Boundary Effects in Regional Spectral Models

Hung-Chi Kuo Department of Atmospheric Science, National Taiwan University, Taipei, Taiwan, Republic of China

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R. T. Williams Department of Meteorology, Naval Postgraduate School, Monterey, California

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Abstract

The choice of an appropriate spectral spatial discretization is governed by considerations of accuracy and efficiency. The purpose of this article is to discuss the boundary effects on regional spectral methods. In particular, we consider the Chebyshev τ and sinusoidal- or polynomial-subtracted sine–cosine expansion methods. The Fourier and Chebyshev series are used because of the orthogonality and completeness properties and the existence of fast transforms. The rate of convergence of expansions based on Chebyshev series depends only on the smoothness of the function being expanded, and not on its behavior at the boundaries. The sinusoidal- or polynomial-subtracted sine–cosine expansion Tatsumi-type methods do not, in general, possess the exponential- convergence property. This is due to the fact that the higher derivatives of the polynomial- or sinusoidal- subtracted function are not periodic in a model with time-dependent boundary conditions. The discontinuity in derivatives causes the slow convergence of the expanded series (Gibbs phenomenon). When a large disturbance is near the boundary so that derivative discontinuities in the expanded function are large, the Tatsumi-type method causes not only erroneous numerical values in the outgoing boundary, but also spurious oscillations in the incoming boundary region. When the wave is away from the boundary, low resolution in the Tatsumi-type method converges exponentially, just as with the Chebyshev τ method. High-resolution solutions of the Tatsumi-type method do not, however, yield high accuracy due to the discontinuity in higher derivatives of the expanded function.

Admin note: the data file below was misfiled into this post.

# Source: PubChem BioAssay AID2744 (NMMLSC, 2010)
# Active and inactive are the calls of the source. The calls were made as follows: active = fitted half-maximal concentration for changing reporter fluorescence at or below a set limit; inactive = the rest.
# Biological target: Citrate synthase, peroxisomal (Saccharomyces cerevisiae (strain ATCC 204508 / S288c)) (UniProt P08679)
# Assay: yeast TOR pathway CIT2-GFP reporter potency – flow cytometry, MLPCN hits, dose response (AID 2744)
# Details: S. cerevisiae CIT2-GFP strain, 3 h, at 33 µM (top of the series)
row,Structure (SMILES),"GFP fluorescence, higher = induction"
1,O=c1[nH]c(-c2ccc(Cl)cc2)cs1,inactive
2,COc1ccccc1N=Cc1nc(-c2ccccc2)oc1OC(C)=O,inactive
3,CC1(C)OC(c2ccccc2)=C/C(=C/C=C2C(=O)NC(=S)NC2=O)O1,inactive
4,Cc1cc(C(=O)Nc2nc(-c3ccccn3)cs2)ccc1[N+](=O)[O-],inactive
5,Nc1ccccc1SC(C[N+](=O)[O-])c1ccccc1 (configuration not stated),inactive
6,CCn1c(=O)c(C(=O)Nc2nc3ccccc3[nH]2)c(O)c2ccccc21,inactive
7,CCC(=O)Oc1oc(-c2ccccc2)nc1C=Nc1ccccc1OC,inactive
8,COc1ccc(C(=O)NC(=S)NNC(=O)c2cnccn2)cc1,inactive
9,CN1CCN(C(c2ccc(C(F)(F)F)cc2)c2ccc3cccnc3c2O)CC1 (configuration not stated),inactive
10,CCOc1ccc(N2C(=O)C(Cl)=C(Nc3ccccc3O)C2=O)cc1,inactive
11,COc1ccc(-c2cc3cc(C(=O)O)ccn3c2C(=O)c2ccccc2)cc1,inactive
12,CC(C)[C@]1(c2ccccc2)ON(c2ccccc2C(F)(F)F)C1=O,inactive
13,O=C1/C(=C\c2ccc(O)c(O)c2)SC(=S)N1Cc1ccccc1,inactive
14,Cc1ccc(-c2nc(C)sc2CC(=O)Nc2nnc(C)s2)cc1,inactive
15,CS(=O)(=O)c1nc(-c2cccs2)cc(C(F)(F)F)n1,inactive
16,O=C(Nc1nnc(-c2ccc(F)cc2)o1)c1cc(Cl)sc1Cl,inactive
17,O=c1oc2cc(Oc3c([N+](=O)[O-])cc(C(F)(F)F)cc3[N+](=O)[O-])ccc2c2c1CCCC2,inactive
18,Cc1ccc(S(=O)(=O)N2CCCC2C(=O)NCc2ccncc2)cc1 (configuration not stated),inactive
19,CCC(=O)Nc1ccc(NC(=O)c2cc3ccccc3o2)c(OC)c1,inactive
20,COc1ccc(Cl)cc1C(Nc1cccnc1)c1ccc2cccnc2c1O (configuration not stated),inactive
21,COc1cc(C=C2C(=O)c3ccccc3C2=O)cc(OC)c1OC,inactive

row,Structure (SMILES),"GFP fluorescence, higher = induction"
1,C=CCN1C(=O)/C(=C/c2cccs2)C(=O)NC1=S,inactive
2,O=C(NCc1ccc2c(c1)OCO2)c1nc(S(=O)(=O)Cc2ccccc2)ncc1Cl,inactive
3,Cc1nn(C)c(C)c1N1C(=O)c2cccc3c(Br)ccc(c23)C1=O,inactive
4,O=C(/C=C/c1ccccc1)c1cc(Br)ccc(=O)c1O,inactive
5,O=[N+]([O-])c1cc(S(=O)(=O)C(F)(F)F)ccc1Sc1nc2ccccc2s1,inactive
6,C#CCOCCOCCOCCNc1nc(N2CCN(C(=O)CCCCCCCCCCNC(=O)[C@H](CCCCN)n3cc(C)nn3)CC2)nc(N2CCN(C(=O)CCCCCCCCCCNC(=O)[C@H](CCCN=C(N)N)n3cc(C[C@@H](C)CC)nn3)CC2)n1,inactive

Abstract

The choice of an appropriate spectral spatial discretization is governed by considerations of accuracy and efficiency. The purpose of this article is to discuss the boundary effects on regional spectral methods. In particular, we consider the Chebyshev τ and sinusoidal- or polynomial-subtracted sine–cosine expansion methods. The Fourier and Chebyshev series are used because of the orthogonality and completeness properties and the existence of fast transforms. The rate of convergence of expansions based on Chebyshev series depends only on the smoothness of the function being expanded, and not on its behavior at the boundaries. The sinusoidal- or polynomial-subtracted sine–cosine expansion Tatsumi-type methods do not, in general, possess the exponential- convergence property. This is due to the fact that the higher derivatives of the polynomial- or sinusoidal- subtracted function are not periodic in a model with time-dependent boundary conditions. The discontinuity in derivatives causes the slow convergence of the expanded series (Gibbs phenomenon). When a large disturbance is near the boundary so that derivative discontinuities in the expanded function are large, the Tatsumi-type method causes not only erroneous numerical values in the outgoing boundary, but also spurious oscillations in the incoming boundary region. When the wave is away from the boundary, low resolution in the Tatsumi-type method converges exponentially, just as with the Chebyshev τ method. High-resolution solutions of the Tatsumi-type method do not, however, yield high accuracy due to the discontinuity in higher derivatives of the expanded function.

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